I was on a scone making tear last night. I started out thinking only in terms of sweet–I have a go-to recipe on Epicurious.com that is so easy to customize. This night I decided to make raisin and lemon scones and lavender and lemon scones. This was mostly because this was what was available in my pantry. But spring has arrived here in Baltimore, and I some of my herbs from last season have made a comeback. The one that has thrived the best so far were my chives, and so looking into my fridge, I got an idea–how about some savory scones? Get all the ingredients out and just knock three types out while the oven is literally hot?
Posts Tagged ‘Bread’
I like to think I make a mean loaf of bread; This one is no pansy. The Shiraz adds complexity, and the smoked cheddar nicely offsets the sweetness of the maple. The original recipe in Beautiful Breads & Fabulous Fillings calls for Merlot and Monterey Jack cheese. It was weak and the technique was a bit flawed. In all, the original recipe works fine, but I like how sultry the smoked cheddar makes this loaf. My recipe and technique changes are below.
Last week I made a tomato lentil curry stew for dinner. While in retrospect it was more than hearty enough to fill one up for a good long while, I thought that a side of bread for sopping sounded like sound logic. Having forgotten to purchase a loaf of bread in my previous three trips to stores, however, and being unwilling to go the to grocer once again where my will would crumble and I would end up leaving with probably cornish game hens and capers, which I would just know I’d find some use for eventually…I bit the bullet and decided to go forth and just make some bread myself. And in this case, no so much bread as warm, fresh focaccia. Oooh.
Credit here for the recipe goes to Always Order Dessert. I didn’t make any changes to the ingredients, but because I lack a fancy schamancy mixer, I just did this by hand. Humanity has not thrived this long to be thwarted by a lack of Cusinart mixers.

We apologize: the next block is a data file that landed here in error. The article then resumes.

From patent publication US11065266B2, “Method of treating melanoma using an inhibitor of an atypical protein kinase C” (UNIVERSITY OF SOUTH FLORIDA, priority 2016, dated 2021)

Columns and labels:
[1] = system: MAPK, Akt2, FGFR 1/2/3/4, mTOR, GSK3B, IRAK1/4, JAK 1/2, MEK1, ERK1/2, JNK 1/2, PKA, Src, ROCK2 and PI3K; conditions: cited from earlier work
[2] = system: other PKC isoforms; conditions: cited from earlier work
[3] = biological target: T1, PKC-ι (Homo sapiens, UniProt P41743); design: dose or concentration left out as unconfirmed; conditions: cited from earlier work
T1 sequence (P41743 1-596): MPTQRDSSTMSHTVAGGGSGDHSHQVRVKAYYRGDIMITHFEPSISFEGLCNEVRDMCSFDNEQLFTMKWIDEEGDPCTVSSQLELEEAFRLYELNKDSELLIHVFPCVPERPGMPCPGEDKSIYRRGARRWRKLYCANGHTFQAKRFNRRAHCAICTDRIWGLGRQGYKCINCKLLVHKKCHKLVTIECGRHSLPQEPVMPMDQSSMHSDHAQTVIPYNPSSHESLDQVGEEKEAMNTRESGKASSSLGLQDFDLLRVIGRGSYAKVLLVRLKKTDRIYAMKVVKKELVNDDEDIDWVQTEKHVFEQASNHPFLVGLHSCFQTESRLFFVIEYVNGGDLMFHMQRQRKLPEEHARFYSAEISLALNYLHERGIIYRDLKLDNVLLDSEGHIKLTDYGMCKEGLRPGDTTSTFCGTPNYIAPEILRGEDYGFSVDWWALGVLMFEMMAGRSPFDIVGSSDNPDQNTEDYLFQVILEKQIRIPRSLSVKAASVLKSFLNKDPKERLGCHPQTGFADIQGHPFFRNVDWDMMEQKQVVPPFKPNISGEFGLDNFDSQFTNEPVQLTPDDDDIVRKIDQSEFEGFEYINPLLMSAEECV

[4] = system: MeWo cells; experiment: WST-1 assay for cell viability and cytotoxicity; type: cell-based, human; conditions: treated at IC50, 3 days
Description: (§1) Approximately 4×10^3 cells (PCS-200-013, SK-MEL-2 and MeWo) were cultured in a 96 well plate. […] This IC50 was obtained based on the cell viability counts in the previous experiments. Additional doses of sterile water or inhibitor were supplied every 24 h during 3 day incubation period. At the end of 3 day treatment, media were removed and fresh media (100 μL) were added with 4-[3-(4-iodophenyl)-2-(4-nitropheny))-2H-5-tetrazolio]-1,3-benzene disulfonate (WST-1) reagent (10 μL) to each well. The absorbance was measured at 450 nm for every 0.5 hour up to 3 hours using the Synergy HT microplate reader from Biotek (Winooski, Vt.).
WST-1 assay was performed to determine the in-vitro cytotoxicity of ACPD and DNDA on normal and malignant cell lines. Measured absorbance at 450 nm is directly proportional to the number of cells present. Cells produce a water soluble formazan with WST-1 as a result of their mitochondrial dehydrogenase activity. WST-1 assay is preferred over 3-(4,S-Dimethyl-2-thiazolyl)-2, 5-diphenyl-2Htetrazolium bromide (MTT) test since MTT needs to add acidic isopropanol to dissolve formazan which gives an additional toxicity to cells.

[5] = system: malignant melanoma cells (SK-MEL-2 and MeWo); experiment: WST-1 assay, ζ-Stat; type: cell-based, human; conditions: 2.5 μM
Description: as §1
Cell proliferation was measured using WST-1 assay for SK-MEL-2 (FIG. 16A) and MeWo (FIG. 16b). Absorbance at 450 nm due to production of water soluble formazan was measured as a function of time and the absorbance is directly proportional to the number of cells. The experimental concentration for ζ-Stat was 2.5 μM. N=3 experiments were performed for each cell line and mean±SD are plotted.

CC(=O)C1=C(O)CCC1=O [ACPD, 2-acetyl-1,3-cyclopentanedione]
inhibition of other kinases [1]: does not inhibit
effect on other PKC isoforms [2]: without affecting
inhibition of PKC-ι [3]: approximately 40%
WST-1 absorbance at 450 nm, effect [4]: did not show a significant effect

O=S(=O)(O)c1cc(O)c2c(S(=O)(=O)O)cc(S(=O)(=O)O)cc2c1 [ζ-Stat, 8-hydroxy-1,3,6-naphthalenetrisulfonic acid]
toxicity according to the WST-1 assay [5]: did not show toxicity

I made the dough the night before and threw them in the fridge so I could bake them upon returning home the next evening. While I bustled around and made the tomato lentil stew, I let the dough warm up and rise before I punctured the dough with my finger to create the little dents and bubbles and all this before I added the olive oil, garlic, salt, pepper, and rosemary (fresh off my little rosemary plant that sits on my bedroom window sill and has somehow survived my care for the last two years). I popped them in the oven and popped them right back out once they were golden. The smell of the bread wafting through the apartment was heavenly. Even the cats kind of went nuts.
My boyfriend and I gobbled them up, and this recipe officially went into my book of “heavy-rotation recipes.”
Alternate post title: This Challah is JAMming!
My coworker, Ariel, started her own food blog, This Food is My JAM, within a month of Rice and myself. We didn’t even know about each others’ until about a week ago. This is irrefutable evidence that Ariel is awesome. After that discovery, we were chatting about what we like to make. I love baking bread, but all of my Challahs, the cornerstone of non-Passover-friendly Jewish baked goods, sucked. Ariel had just baked an awesome Challah and was gracious enough to share the recipe.
This turned out pretty spectacular. Challah makes for tasty sandwiches and is great by itself or with some butter or jelly. It makes AMAZING french toast. The egginess makes it delicious.